Silicon Valley billionaire/enemy of the free press Peter Thiel published an op-ed in the New York Times yesterday, warning about the danger of developing AI in China. The primary target of his attack is Google, which has committed the unpatriotic act of “starting an A.I. lab in China while ending an A.I. contract with the Pentagon.”
Thiel argues that AI is military technology, useful “to gain an intelligence advantage, for example, or to penetrate defenses in the relatively new theater of cyberwarfare, where we are already living amid the equivalent of a multinational shooting war.”
For Thiel, Google’s decision to work within China, but not work for the Pentagon, is naïve. The idea of a “borderless” world supported by the foundation of the internet is a pipe dream for elites in Silicon Valley and on Wall Street. He calls this idea parochial, “that of fortunate enclaves isolated from the problems of other places.” He adds:
In the 1950s, the cliché was that “what’s good for General Motors is good for the country.” Google makes no such claim for itself; it would be too obviously false. Instead, Google says it is “committed to significantly improving the lives of as many people as possible” — a standard so vague as to defy any challenge.
Maybe there’s some truth to what Thiel is saying about the Silicon Valley bubble, but it all comes across as pretty rich coming from a guy who is using his Silicon Valley billions to help the country by promoting seasteading, suing journalists he doesn’t like into bankruptcy, supporting the presidency of Donald Trump (I guess they have false populism in common), harvesting the blood of the young to stave off death (allegedly), and buying himself New Zealand citizenship (just in case things go south!) and swearing allegiance to the Queen. Thiel, as far as I know, hasn’t spoken at length to any press outlet except for the New York Times in years.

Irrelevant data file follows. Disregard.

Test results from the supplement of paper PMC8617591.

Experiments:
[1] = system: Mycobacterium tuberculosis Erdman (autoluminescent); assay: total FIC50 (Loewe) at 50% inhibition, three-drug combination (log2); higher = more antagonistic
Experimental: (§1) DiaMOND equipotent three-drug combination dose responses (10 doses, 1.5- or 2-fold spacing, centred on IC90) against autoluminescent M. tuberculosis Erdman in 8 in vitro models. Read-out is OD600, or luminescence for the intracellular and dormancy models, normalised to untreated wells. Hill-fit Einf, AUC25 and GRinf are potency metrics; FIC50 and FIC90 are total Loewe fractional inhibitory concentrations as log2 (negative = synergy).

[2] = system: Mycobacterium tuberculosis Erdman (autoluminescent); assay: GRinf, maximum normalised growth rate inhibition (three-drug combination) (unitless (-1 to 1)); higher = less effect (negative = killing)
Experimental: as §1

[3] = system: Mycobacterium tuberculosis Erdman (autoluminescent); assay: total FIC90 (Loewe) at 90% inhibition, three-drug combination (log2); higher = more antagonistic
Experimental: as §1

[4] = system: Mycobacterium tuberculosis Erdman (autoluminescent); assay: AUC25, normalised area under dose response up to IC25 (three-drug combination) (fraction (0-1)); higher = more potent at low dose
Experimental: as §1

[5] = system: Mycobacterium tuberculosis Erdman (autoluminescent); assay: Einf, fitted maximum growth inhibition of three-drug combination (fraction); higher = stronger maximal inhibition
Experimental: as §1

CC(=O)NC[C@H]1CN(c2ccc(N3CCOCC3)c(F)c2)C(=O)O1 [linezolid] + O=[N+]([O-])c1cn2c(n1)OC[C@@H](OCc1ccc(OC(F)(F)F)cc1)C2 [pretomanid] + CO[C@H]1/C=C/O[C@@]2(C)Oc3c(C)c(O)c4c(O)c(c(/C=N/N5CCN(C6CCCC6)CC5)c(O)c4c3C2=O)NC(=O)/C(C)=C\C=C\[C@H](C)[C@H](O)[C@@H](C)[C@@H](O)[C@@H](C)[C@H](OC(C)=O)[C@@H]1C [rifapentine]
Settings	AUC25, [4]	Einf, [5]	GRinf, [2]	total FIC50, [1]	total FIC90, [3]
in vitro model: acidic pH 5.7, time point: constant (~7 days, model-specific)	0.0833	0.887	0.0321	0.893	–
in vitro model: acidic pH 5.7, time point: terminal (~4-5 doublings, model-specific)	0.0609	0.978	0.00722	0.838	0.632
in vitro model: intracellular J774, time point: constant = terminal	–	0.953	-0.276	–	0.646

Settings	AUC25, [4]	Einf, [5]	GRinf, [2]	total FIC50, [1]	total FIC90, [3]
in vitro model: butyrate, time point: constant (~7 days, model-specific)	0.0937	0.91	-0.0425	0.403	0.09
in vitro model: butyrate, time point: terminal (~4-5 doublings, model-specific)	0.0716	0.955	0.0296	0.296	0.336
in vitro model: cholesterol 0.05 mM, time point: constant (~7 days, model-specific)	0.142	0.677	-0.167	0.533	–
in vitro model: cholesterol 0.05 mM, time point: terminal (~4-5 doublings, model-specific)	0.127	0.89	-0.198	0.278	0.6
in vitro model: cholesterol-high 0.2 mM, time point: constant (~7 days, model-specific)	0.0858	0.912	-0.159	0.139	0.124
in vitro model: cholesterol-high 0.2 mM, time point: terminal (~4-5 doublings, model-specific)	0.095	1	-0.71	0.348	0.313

[Supa Hot Fire voice:] But he’s not an elite cosmopolitan.
That Thiel makes no mention of the fact that he sits on the board of Facebook as he attacks its biggest competitor seems like a pretty big omission. The Times editors also clearly saw no issue with describing him simply as “an entrepreneur and investor.” Facebook is also heavily invested in developing artificial intelligence (it’s gonna use AI to fix all of society’s problems and build a global utopia lol) and has been trying to crack the Chinese market for years. Read in this light, Thiel’s op-ed feels like an indirect effort to force Google out of China, either through shame or indirectly spurring political intervention. It seems to me that Thiel thinks if Facebook can’t have China, Google can’t either.